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Blue Moon Blog: Part II

Last week I started following "moon trails." That is, a correspondent (whom I call the Man from Osaka) sent me a long, complicated email about the moon, and just about everything he said inspired me to follow a trail of inquiry. I shared two of these trails in the previous JOK Notebook. Now we'll investigate three more.

Moon Trail 3: A Song

The Man from Osaka informed me about a famous piece of music. Here's what he said:

滝廉太郎が作曲した 荒城の月 と言う名曲があります。
“Moon of the Ruined Castle,” which Rentaro Taki composed, is a famous piece of music.

滝廉太郎 (たき  れんたろう: person's name); 作曲 (さっきょく: composition (of music)); 荒城 (こうじょう: ruined castle); と言う (という: called thus); 名曲 (めいきょく: famous music)

Ah, the composer's name incorporates 滝 (waterfall), which I wrote about in essay 1555 on 滝, and 太郎 (たろう), a name or name suffix that I discussed extensively in essay 1936 on 郎 (male name suffix). Always great to run into old friends this way!

And what's this about a "ruined castle"?! I've never heard that term; the definition came from Breen's dictionary. I could reword it as "a castle in ruins," but that wouldn't flow well in the translated song title. Anyway, I like "ruined castle." It makes me think of an elaborate sandcastle that a bratty sibling has kicked in with spiteful glee.

As to the song, I've found versions of it here:

YouTube, where it sounds operatic.

Uta-Net, which features a solo singer. This version has a lovely video of an unruined castle (among other things) and presents the lyrics both on the screen and below.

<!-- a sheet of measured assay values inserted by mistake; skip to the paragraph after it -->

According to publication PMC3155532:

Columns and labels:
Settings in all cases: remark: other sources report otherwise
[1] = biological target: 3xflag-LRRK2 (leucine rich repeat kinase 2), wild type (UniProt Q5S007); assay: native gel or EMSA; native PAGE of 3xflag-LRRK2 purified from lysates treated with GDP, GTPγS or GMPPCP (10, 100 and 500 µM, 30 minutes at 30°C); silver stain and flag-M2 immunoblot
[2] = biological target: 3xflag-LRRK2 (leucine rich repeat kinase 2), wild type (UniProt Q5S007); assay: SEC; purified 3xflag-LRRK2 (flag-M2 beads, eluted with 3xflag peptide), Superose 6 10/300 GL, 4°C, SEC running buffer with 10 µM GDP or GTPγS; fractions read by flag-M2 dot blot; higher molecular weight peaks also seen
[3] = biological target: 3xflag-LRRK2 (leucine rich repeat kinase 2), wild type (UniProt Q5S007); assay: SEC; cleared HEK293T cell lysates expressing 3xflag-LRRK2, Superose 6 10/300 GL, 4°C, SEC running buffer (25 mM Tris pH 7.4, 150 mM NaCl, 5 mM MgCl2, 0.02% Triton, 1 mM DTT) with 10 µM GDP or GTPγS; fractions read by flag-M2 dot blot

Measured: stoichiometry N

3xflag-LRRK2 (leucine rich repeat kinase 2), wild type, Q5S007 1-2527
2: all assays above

You can find the lyrics presented clearly and beautifully with furigana on a third page.

According to my proofreader, the song essentially says, "Nothing will stay the same forever." He offers a gorgeous translation that he characterizes as rough:

In spring there must have been flowery parties where many people drank together in the tall castle (which now is mere ruins).
There must have been moonlight beautifully seeping through the thousand-year-old pine tree branches into the court. Where did all those glorious days go?

Where indeed?

And in which castle did all this happy debauchery occur? According to Wikipedia sites inJapanese and English, Bansui Doi (who wrote the lyrics) took his inspiration from Aoba Castle, Sendai Miyagi, or Aizu-Wakamatsu Castle (this last one being in Aizu-Wakamatsu, Fukushima Prefecture). Meanwhile, Taki (who composed the music) may have been thinking of Oka Castle (Takeda in Oita Prefecture) or Toyama Castle (in Toyama, Toyama Prefecture).

Aizu-Wakamatsu Castle after the Battle of Aizu. This photograph is from 1868!

[To read the rest, just go to Joy o' Kanji!]